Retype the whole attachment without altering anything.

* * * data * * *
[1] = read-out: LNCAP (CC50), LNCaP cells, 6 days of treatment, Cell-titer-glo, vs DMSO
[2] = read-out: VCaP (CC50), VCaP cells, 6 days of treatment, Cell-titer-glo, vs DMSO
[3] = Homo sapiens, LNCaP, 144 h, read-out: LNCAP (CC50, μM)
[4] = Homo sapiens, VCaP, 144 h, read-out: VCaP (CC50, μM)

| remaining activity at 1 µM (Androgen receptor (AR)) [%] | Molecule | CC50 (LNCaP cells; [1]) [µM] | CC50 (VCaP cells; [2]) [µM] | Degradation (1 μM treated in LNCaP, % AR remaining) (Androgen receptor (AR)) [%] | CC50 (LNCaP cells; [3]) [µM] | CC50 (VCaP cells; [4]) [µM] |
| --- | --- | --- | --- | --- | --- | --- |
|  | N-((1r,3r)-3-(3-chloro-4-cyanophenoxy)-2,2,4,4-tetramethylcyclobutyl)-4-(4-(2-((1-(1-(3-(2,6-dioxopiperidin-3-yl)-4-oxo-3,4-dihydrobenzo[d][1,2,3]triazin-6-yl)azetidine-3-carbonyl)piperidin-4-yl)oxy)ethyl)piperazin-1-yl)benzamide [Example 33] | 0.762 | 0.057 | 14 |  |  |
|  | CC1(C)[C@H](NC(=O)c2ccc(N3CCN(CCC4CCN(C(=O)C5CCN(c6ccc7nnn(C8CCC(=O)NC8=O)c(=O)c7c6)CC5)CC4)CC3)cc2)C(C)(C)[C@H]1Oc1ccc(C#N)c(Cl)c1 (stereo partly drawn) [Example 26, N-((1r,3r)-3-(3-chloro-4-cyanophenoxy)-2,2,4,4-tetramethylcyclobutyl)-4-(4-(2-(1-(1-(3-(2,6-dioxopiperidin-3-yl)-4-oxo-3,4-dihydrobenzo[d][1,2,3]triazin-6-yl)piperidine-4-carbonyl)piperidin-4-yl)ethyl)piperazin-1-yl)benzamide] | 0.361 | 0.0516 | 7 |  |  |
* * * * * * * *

[1] = read-out: LNCAP (CC50), LNCaP cells, 6 days of treatment, Cell-titer-glo, vs DMSO
[2] = read-out: VCaP (CC50), VCaP cells, 6 days of treatment, Cell-titer-glo, vs DMSO
[3] = Homo sapiens, LNCaP, 144 h, read-out: LNCAP (CC50, μM)
[4] = Homo sapiens, VCaP, 144 h, read-out: VCaP (CC50, μM)

| remaining activity at 1 µM (Androgen receptor (AR)) [%] | Molecule | CC50 (LNCaP cells; [1]) [µM] | CC50 (VCaP cells; [2]) [µM] | Degradation (1 μM treated in LNCaP, % AR remaining) (Androgen receptor (AR)) [%] | CC50 (LNCaP cells; [3]) [µM] | CC50 (VCaP cells; [4]) [µM] |
| --- | --- | --- | --- | --- | --- | --- |
|  | N-((1r,3r)-3-(3-chloro-4-cyanophenoxy)-2,2,4,4-tetramethylcyclobutyl)-4-(4-(2-((1-(1-(3-(2,6-dioxopiperidin-3-yl)-4-oxo-3,4-dihydrobenzo[d][1,2,3]triazin-6-yl)azetidine-3-carbonyl)piperidin-4-yl)oxy)ethyl)piperazin-1-yl)benzamide [Example 33] | 0.762 | 0.057 | 14 |  |  |
|  | CC1(C)[C@H](NC(=O)c2ccc(N3CCN(CCC4CCN(C(=O)C5CCN(c6ccc7nnn(C8CCC(=O)NC8=O)c(=O)c7c6)CC5)CC4)CC3)cc2)C(C)(C)[C@H]1Oc1ccc(C#N)c(Cl)c1 (stereo partly drawn) [Example 26, N-((1r,3r)-3-(3-chloro-4-cyanophenoxy)-2,2,4,4-tetramethylcyclobutyl)-4-(4-(2-(1-(1-(3-(2,6-dioxopiperidin-3-yl)-4-oxo-3,4-dihydrobenzo[d][1,2,3]triazin-6-yl)piperidine-4-carbonyl)piperidin-4-yl)ethyl)piperazin-1-yl)benzamide] | 0.361 | 0.0516 | 7 |  |  |